The Education Attaché, himself a former teacher, got the students involved by asking them questions. Then he elaborated on the answers in his high tech presentation, which included computer generated simulations of several Olympic sports, pictures of famous Olympics symbols such as the Olympic Torch lighting ceremony, the Olympic Flag with its five rings representing each continent, and classic Olympic art including the famous 45-century-old painting from Crete showing two Olympic boxers competing.
The majority of the audience ranged in ages from 8 to 11, yet they were quick studies in learning about the Olympics old and new.
For Athens 2004, the Education Attaché also explained the upside accomplishments in Greece: 65 thousand new jobs were created, 1.3 billion dollars in revenues were generated for the public sector, 120 kilometers of new roads were built; and, in keeping with the Olympic values for protecting the environment, 300 thousand new tress and one million bushes were planted.
Like a sports commentator, Mr. Nikolidakis gave his play-by-play on the film clips that he presented from former Olympics, which included the 1908 Games in London, the 1936 Games in Berlin and the 1996 Atlanta Games.
This was followed by an in-person presentation by Olympian Michael Voudouris, who proudly competed for Greece on the skeleton during the 2002 Winter Olympics in Salt Lake City, Utah. He is also noteworthy as a sports photographer and an EMT who courageously provided rescue efforts during the September 11 events.
The Queens native spoke about his joy for sledding downhill during the snow days of his youth and shared that he was only eight years old when he began dreaming of competing in the world’s most famous games: “the first magic moment is deciding that you want to participate in the Olympics; the second magic moment happens when you pick your sport.”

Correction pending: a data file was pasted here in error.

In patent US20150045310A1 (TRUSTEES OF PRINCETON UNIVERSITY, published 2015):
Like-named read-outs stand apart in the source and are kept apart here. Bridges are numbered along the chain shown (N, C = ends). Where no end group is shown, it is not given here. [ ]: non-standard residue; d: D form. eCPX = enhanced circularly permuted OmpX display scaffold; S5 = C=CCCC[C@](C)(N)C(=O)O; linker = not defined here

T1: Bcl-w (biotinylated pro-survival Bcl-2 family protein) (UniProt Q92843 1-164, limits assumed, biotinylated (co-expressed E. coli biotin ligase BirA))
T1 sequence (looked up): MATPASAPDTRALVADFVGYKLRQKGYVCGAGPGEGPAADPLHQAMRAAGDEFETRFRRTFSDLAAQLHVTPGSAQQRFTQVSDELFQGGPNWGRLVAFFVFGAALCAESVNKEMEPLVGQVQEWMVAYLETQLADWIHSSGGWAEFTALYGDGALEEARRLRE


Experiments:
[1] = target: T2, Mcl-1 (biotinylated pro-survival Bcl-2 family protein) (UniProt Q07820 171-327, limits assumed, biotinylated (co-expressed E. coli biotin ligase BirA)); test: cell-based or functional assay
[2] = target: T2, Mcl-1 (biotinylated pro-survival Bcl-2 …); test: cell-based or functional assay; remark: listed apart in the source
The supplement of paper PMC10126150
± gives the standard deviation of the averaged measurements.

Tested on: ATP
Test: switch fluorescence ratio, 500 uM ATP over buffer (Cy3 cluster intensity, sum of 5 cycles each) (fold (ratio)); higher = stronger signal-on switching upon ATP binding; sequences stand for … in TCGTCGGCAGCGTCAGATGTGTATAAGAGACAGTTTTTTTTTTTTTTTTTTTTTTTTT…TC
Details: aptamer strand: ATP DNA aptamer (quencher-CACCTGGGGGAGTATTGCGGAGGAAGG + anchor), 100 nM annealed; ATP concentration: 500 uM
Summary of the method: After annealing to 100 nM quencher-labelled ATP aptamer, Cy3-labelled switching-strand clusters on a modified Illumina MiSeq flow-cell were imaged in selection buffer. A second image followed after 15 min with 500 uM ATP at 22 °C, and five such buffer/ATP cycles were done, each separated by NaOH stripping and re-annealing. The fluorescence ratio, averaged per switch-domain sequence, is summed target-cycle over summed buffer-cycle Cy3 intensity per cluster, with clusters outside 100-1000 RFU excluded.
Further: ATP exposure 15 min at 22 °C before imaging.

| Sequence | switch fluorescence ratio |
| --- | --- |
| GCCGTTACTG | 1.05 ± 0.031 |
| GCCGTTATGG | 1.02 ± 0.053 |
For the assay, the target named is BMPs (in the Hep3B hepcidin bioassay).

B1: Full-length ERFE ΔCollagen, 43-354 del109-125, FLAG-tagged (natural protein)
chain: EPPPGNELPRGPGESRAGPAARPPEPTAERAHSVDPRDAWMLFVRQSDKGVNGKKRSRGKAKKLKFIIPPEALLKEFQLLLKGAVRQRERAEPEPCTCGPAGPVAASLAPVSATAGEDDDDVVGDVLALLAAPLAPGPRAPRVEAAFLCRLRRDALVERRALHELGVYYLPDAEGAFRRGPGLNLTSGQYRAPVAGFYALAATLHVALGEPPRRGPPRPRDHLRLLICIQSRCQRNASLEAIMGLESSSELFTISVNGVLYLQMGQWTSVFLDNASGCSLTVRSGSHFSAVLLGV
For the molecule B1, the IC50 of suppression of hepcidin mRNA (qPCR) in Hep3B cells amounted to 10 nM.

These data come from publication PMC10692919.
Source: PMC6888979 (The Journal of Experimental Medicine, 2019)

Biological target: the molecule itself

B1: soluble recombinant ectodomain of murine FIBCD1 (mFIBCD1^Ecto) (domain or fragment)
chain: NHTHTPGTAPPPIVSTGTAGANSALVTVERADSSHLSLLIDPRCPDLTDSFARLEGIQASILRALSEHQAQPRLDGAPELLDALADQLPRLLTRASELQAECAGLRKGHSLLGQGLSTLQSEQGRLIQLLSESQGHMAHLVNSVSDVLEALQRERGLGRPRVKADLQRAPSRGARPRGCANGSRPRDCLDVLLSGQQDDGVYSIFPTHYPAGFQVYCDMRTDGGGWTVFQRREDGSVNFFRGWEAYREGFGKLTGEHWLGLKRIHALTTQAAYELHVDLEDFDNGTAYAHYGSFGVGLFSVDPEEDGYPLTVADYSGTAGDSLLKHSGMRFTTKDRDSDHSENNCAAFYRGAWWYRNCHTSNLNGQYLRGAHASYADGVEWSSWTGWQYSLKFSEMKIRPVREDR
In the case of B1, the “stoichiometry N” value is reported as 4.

Once he became an adult, it took Voudouris eight more years to make his dream a reality, accomplished through good old-fashion hard work, dedication and sacrifice.
Along with his Olympic uniform and helmet, he brought the actual skeleton that he used in the 2002 Winter Games, which he described as the bear bones in your body or a sled. Then he showed the actual video of his high-speed Olympic competition, when he zoomed downhill and around ice-covered curves in speeds of 75 to 80 miles per hour. As the video showed him reaching the finish line, the children erupted in applause as if the competition was happening in real time.
“When the Games come to New York City in eight years, someone here may be an Olympic athlete,” Voudouris said. “The only way that will happen is if you decide now.” He encouraged the students to “watch the Games in the summer, find a sport and start practicing.”